Travel Industry Trends: Optimize to Survive and Thrive

The travel industry has always been a competitive space, but it has never faced a challenge quite like COVID-19. With fewer customers, increased (and rapidly changing) regulation, and shrinking profit margins, cost optimization is now at the forefront of every CXO’s agenda.
8 min read
3/11/20
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By Max Zhdanov
Vice President, Travel, Transportation & Hospitality
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Travel Industry Trends: Optimize to Survive and Thrive

There are many varied technological routes to optimization, including process automation, bots and legacy system modernization. Success in this domain has already been shown possible by key industry players, but each company’s path depends on their size, budget and needs. Luckily, you do not need to be Booking.com to implement technological progress; you can be more nimble and flexible than they are. There are optimization options available for all company sizes. Read on to discover some of the key ways technology can help your business optimize its way to survival. 

Automation Is Key

Automation is the primary method for achieving realistic, measurable cost optimization, and the good news is that automation can be incorporated into multiple varied systems, including:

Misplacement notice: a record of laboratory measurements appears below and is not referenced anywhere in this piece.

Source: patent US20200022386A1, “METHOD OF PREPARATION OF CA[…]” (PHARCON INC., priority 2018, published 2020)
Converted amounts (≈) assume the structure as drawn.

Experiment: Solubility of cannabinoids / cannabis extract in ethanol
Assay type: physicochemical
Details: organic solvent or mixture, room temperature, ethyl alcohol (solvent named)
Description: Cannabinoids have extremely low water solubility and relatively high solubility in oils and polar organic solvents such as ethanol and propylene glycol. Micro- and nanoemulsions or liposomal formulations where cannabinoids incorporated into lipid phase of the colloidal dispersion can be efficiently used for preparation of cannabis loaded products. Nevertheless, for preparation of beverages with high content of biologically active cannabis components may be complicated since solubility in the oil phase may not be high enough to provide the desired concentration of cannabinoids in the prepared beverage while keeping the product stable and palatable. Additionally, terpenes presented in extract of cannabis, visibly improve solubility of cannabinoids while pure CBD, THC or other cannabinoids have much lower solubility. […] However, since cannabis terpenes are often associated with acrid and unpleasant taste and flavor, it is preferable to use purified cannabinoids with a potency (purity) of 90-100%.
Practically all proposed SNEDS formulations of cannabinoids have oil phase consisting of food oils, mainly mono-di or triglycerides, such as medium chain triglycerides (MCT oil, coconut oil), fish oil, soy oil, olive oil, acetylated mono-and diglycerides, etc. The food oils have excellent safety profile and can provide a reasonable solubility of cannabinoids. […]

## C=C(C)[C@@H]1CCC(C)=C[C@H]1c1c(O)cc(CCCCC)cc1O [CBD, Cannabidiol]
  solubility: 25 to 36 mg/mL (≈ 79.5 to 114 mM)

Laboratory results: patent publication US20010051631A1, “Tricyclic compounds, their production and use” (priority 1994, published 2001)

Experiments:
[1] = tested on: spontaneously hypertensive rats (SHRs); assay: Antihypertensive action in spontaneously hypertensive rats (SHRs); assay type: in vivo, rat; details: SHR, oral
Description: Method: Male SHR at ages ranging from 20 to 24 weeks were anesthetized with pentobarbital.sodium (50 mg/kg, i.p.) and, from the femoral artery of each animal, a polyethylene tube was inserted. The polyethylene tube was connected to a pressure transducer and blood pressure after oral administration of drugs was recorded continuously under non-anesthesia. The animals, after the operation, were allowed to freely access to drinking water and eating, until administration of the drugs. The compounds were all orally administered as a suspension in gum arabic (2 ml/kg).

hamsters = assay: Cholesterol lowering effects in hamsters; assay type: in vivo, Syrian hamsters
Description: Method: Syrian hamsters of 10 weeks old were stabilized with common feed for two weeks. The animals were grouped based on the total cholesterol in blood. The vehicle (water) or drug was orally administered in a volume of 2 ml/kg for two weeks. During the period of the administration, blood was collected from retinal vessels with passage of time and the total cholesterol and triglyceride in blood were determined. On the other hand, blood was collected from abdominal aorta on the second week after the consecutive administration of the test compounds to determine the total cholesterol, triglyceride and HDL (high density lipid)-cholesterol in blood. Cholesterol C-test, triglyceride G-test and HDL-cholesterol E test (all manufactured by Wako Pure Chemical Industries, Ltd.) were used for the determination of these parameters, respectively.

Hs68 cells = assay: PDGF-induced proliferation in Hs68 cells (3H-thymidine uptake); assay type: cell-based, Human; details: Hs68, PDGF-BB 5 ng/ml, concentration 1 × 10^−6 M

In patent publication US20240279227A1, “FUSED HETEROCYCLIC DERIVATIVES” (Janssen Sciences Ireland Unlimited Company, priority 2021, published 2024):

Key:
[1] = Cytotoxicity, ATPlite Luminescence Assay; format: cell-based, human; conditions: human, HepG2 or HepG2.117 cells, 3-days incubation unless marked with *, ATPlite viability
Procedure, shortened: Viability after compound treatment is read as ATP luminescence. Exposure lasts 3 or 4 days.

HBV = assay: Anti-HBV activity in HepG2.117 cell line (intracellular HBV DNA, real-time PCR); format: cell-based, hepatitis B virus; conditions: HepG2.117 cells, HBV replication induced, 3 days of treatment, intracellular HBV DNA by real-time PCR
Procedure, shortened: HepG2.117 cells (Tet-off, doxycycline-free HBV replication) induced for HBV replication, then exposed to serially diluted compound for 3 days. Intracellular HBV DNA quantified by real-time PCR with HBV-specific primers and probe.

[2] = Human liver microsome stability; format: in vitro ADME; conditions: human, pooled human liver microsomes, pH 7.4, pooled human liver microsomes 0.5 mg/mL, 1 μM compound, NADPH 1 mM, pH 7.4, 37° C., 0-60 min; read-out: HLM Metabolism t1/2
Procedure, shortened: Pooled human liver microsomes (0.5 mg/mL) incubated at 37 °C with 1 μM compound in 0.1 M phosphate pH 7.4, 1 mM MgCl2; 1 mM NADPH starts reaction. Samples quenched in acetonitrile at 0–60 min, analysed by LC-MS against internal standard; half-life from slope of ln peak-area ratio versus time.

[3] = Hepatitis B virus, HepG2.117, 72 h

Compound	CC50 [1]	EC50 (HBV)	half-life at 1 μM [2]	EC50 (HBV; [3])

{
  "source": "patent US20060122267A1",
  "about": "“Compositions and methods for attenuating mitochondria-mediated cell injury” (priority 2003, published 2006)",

1. Cancellation Processes

The recent crisis highlighted a structural flaw in many travel provider’s systems as thousands of customers tried to simultaneously cancel travel plans. Automated cancellation processes helped companies to quickly adapt to their customers’ changing needs and fluctuating internal policies regarding refunds and rebooking, while those companies without automated systems suffered. Some quick-thinking competitors even managed to pivot to this new tech between the first wave of cancellations in February and the second wave in late March, thereby ensuring they were better prepared and, in the process, highlighting how swiftly this tech can be adopted.

Case In Point

A well-known airline was hit with a sudden spike in ticket cancellations in February; they struggled to manage the increased demand for customer service and ticket changes, and as a result their brand suffered. Customers were upset and the company was penalized for non-compliance with industry standards. But they quickly implemented robotic process automation (RPA) bots that were able to extract key ticket information from customer emails and instigate refund applications automatically from this data. This resulted in a 700% increase in processed customer requests and a much smoother customer experience, without any additional staffing costs. This, in turn, improved cash flow.

2. Customer Service

24/7 chatbots are becoming standard across many industries, and travel is no exception. AI-powered chatbots can handle a number of routine tasks, freeing up human employees for more involved or complex issues and simultaneously improving customer experience and processing times. This is crucial in a paradigm where travellers are facing unprecedented uncertainty and need more company interaction than ever before. Some companies, for example, hotels, are taking this customer service automation one step further, allowing contactless check in and check out, thereby minimizing physical contact during the pandemic.